“You have to let them know they can trust you”
Walk into Evlyn Lyons’ house in Plymouth and you’ll likely find the 10-year-old working with a bird, perhaps holding it or letting it rest on her shoulder.
“You have to let them know they can trust you,” said Evlyn, who is known among family and friends as well as on Facebook as a “bird whisperer” with a knack for taming exotic birds.
Being tamed means “they won’t fly away and bite you,” said Evlyn, who recently traveled to the Catskills in New York City to collect around 30 birds that an elderly breeder could no longer care for.
As she quietly worked with one of the new birds, the rest of the flock she raises – there are around 70 birds, ranging from parakeets and cockatiels to a large Amazon parrot – sang, croaks and giggles.
“Sun-up, they’re like that,” said Evlyn’s mother, Linda Uren. “As soon as the sun goes down, we close the curtain and they are silent.”
In the middle of a weekday afternoon, the birds appeared to be a noisy flock. Still, Uren was able to introduce them to a visitor and explain some of their characteristics.
“Peggy is a golden sun conure,” Uren said, pointing to a bird with striking orange / gold feathers. “She only has one foot. The other got infected and his mother bit him.
Although Peggy doesn’t seem to realize she has a disability, said Uren, a male pet bird named Mango “feeds her, and when she can’t reach her feathers to preen himself, he will do it for her.” .
“I love Peggy,” Uren said. “But Mango is up for adoption and if he were adopted I would like them to go together.”
Moving on to other birds in other cages, Uren said “I must apologize in advance for Floyd” pointing to a cockatoo. “He came from a family with teenagers who taught him a lot of curse words. He sings and dances and he curses. He (also) calls everyone ‘Sugar’ and asks if you like him.
Floyd managed to refrain from swearing during the introductions and Uren continued to talk about other birds.
“Mya is a female eclectus parrot and Merlin is a cockatiel,” Uren said, presenting a pair she described as “older and calm”.
Although he is silent, “Merlin is our escape artist,” Uren said. “He can get out of his cage and he figured out how to let everyone out too. “
At over 40, Merlin is considered an ‘elder’ while ‘Mya is middle aged’.
Then came Andy, a yellow-necked Amazon parrot. “He thinks he’s a rooster,” Uren said.
And his crows “sound like the screeching of tires before a car hits something,” Evlyn’s father Brian Lyons said.
Taco is a bilingual speaking bird that can repeat sentences in English and Spanish. “He will ask, Que pasa?” Uren said.
And Mocha, a collared dove, was abandoned by a couple who bought him from a breeder, intending to release him at their wedding.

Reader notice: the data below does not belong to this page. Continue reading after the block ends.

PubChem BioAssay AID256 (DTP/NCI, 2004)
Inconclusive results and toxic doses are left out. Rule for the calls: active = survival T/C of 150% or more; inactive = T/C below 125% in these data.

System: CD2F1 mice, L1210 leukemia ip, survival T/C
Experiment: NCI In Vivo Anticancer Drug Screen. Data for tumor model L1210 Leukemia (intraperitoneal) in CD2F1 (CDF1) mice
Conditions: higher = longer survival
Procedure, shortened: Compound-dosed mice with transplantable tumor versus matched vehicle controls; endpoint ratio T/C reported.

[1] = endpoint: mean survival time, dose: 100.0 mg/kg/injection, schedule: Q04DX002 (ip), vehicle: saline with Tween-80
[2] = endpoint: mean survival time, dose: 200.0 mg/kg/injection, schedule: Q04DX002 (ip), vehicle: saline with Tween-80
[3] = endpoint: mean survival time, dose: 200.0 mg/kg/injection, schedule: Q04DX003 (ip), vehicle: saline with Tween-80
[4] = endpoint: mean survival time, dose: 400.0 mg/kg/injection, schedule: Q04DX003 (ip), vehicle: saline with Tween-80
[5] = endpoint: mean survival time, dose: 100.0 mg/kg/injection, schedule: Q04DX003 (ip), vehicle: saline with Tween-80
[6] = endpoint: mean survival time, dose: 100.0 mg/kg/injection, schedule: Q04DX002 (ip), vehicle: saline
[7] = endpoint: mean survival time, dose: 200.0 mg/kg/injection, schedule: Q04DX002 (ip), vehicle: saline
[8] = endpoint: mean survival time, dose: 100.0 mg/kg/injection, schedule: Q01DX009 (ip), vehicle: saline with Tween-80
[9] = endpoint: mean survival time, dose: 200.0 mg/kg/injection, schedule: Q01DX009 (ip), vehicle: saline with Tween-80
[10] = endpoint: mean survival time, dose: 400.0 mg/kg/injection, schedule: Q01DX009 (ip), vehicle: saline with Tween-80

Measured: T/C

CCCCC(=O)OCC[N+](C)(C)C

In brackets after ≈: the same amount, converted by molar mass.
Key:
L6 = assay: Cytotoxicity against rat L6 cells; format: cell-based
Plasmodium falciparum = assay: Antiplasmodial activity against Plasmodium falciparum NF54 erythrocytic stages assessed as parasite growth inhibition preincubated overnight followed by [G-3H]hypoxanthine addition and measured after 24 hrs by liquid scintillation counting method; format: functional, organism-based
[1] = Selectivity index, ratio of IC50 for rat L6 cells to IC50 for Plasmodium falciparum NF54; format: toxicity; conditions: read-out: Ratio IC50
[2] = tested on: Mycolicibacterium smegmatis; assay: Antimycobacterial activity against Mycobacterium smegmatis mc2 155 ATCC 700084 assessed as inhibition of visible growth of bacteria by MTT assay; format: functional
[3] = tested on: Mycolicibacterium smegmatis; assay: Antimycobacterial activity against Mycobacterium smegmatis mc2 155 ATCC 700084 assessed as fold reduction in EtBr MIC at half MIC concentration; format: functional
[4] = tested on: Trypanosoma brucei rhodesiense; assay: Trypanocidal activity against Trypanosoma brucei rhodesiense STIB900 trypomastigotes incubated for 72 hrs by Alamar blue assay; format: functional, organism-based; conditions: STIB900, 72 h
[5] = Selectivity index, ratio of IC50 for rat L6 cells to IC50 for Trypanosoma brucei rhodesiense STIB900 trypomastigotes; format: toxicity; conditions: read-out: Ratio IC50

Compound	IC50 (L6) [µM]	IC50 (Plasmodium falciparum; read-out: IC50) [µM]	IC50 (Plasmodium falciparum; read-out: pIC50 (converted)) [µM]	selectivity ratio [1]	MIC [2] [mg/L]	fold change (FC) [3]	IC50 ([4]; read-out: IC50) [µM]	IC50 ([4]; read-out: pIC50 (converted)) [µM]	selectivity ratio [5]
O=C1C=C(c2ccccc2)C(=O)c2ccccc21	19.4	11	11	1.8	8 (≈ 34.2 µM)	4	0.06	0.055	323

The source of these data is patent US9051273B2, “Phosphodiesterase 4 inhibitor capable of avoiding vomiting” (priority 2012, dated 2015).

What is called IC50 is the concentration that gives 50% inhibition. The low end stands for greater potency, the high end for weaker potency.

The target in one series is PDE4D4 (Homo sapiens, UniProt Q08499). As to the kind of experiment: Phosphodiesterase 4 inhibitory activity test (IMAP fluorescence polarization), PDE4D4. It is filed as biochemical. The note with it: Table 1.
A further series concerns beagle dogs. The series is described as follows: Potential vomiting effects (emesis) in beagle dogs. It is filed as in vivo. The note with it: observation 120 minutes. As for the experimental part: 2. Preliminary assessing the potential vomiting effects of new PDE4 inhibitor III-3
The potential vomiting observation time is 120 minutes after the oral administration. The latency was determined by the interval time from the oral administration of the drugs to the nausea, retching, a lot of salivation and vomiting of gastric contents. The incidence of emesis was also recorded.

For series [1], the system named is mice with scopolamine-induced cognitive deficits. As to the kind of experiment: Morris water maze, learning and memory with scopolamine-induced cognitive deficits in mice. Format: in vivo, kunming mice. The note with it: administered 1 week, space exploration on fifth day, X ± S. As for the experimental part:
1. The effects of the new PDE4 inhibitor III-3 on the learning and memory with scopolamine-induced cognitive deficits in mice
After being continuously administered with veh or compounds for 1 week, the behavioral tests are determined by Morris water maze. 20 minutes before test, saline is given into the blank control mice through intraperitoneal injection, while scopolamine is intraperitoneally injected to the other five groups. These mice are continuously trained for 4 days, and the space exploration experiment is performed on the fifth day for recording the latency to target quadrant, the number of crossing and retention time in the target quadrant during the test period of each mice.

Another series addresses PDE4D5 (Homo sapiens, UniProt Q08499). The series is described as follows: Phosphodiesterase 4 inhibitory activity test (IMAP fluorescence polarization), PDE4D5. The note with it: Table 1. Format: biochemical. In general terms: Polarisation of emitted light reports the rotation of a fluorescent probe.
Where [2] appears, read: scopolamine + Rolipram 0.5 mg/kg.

“But the breeder had cut off his wings, so when they released him he fell,” Uren said. “They didn’t know what to do with him.
So Mocha found refuge with Evlyn, who breeds birds in the name of the My House of Wings animal rescue that Patricia Pipan runs in Nanticoke.
“She just has one talent,” Pipan said in a phone interview, explaining that she was extremely grateful for the help Evlyn provided.
Pipan is also hoping that when Evlyn is older she will lead a local bird rescue.
“I was like ‘Oh my god I could pass the torch to her,’ Pipan said.” She loves birds so much. She’s just awesome. She’s been phenomenal – her and her mom and all of her family. world is involved.
“Did you hear how she went to the Catskills to get more birds?” Said Pipan. “By the time she got home, she already had 10 sitting on her shoulders wanting to snuggle up.”
“She’s got the passion, and if you don’t have the passion, you won’t want to do it,” Pipan said, explaining that taking care of birds takes a lot of work. “There is very little money coming in, apart from donations,” she added.
Already at a young age, Evlyn, who is home-studying at Reach Cyber Charter School, had to deal with angry people – people who were upset that she did not approve of their adoption. ‘a bird.
There’s a request to fill out, and Evlyn and her mom verify the information is correct. For example, a potential adopter may say that their owner is OK with the adoption, but in reality the owner does not allow pets.
“You have to educate yourself about a bird to find out if it is right for you,” said Pipan, explaining that it wouldn’t be a good idea to surprise someone with a bird’s gift or try to buy one. one simply to match the decor in your kitchen.
“The birds are a lifelong commitment,” said Pipan.
Evlyn’s mother discovered her daughter had an affinity for feathered friends when “we went to a pet store, at random, and there were two little girls bumping into a parakeet cage.”
Feeling sorry for the parakeets, “Evlyn cried her eyes out. So we went home with the parakeets, and she wanted more. Then we got in touch with (Pipan) and started cheering.
While Evlyn has cared for the birds for four years, Pipan has dedicated over 30 years to the cause.
“When my last child went to college, I said, ‘God, which way do you want me to go? Within an hour, a lady from the Weis parking lot approached me with a small cage and a cockatiel and said, “Could you give me $ 5 for this?” “I said ‘Sure, okay’,” recalls Pipan, explaining that she felt called to start taking care of the birds.
She also attributes the help she receives from Evlyn to a gift from above.
“I thank God every day,” said Pipan, “that he sent it to me.”
Those interested in learning more about bird adoption can contact Patricia Pipan’s My House of Wings at 570-735-4316. Evlyn can be contacted through her Facebook page, EvlynTheBirdWhisperer.